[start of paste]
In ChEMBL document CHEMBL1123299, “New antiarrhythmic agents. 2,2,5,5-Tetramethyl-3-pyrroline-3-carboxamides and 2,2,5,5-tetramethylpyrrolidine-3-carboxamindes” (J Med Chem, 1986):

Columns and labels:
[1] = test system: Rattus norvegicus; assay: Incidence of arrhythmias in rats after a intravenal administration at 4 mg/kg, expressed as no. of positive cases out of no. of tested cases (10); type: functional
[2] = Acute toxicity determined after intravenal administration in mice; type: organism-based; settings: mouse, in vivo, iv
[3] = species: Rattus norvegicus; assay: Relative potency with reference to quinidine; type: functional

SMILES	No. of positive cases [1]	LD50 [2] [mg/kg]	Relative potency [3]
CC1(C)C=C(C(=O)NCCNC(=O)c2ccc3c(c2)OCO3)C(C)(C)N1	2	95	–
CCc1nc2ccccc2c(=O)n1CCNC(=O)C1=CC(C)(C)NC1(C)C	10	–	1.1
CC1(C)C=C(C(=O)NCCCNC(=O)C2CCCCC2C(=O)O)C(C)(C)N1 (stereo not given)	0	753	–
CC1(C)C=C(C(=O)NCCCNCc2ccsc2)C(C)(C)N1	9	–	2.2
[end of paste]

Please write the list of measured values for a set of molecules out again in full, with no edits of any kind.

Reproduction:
In ChEMBL document CHEMBL1123299, “New antiarrhythmic agents. 2,2,5,5-Tetramethyl-3-pyrroline-3-carboxamides and 2,2,5,5-tetramethylpyrrolidine-3-carboxamindes” (J Med Chem, 1986):

Columns and labels:
[1] = test system: Rattus norvegicus; assay: Incidence of arrhythmias in rats after a intravenal administration at 4 mg/kg, expressed as no. of positive cases out of no. of tested cases (10); type: functional
[2] = Acute toxicity determined after intravenal administration in mice; type: organism-based; settings: mouse, in vivo, iv
[3] = species: Rattus norvegicus; assay: Relative potency with reference to quinidine; type: functional

SMILES	No. of positive cases [1]	LD50 [2] [mg/kg]	Relative potency [3]
CC1(C)C=C(C(=O)NCCNC(=O)c2ccc3c(c2)OCO3)C(C)(C)N1	2	95	–
CCc1nc2ccccc2c(=O)n1CCNC(=O)C1=CC(C)(C)NC1(C)C	10	–	1.1
CC1(C)C=C(C(=O)NCCCNC(=O)C2CCCCC2C(=O)O)C(C)(C)N1 (stereo not given)	0	753	–
CC1(C)C=C(C(=O)NCCCNCc2ccsc2)C(C)(C)N1	9	–	2.2